Communication keys Pens' defense in win
The Penguins knew what they had to do heading into Game 3 of the Eastern Conference semifinals, and what they had to prevent the Capitals from doing.
"Going forward, our success will depend on making sure we shut down their rush," Penguins coach Dan Bylsma said.
They finally found a way to do so in Game 3 on Wednesday night at Mellon Arena, outshooting the Capitals, 42-23, and winning, 3-2, in overtime.
Defenseman Kris Letang's goal at 11:23 of the extra session sliced the Capital' series lead to two games to one.
Game 4 is Friday night at Mellon Arena.
Washington scored on a gift goal less than a minute and a half in off a misplay by goaltender Marc-Andre Fleury that resulted in an unguarded net for left wing Alex Ovechkin, and again on a power-play goal by center Nicklas Backstrom with 1:50 remaining in regulation.
But after the first 10 minutes of the opening period, the Caps generated very little.
They had hurt the Penguins repeatedly in Games 1 and 2 on rushes where the Penguins had the necessary numbers back in position to defend but still wound up surrendering shots to wide-open players.
In Game 2, the Caps had scored on a blast by a wide-open Ovechkin even thought the Penguins outnumbered the Capitals inside the Penguins' blue line.
And center David Steckel had scored after being left alone to Fleury's left even though there were three Penguins positioned inside the top of the face-off circles in the Pens' end and just two Capitals.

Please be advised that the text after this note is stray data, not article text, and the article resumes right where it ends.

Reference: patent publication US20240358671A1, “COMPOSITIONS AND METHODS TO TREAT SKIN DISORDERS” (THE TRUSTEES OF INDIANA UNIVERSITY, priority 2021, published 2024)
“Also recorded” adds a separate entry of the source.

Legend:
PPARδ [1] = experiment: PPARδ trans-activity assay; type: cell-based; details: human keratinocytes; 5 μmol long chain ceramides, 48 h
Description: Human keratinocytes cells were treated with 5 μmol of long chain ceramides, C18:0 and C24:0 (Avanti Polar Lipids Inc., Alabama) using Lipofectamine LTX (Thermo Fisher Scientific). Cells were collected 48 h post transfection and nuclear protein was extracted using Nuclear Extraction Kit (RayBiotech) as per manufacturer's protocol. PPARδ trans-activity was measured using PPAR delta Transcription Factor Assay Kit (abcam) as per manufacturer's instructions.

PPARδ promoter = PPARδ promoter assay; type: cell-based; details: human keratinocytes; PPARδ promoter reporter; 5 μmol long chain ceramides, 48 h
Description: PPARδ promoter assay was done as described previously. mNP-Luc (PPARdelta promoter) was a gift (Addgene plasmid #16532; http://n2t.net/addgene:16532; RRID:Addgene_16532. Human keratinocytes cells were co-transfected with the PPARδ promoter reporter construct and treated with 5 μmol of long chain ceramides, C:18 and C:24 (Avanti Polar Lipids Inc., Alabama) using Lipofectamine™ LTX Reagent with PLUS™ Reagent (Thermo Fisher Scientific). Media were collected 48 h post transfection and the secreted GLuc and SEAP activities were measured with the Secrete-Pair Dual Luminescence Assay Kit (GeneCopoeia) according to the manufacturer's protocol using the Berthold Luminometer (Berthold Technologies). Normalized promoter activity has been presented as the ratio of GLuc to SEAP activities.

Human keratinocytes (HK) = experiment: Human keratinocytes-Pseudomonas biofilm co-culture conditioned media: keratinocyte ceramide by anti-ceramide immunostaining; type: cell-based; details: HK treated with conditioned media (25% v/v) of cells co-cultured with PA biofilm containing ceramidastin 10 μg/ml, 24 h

"You gotta have a man on a man when they have the puck, but, yeah, it's a zone," defenseman Hal Gill said of the Penguins' defensive approach. "We have to read the situation and make sure we talk it out."
The Penguins apparently talked it out a lot better in Game 3.
They also controlled the puck and the play for long stretches, which didn't hurt.
Ovechkin rang up 21 shots in the first two games but was held to five in three-plus periods in Game 3.
The Pens had taken the ice intending to tighten up by communicating better in the defensive end.
"A simple 'I got it,'" defenseman Rob Scuderi said. "A lot of times we'll say 'release,' which basically means 'I have him, go to someone else.' It's communication."
That's been the plan all along.
"By the (center-ice) red line we need to understand who's going to take the puck carrier and identify late guys (jumping into the play)," Bylsma said. "They do a real good job on the rush. If you give them one (open) opportunity, it might be one too many.
"We knew that going in. It's not something we had to come up with or dream up halfway through the series here. It's been a focus every game."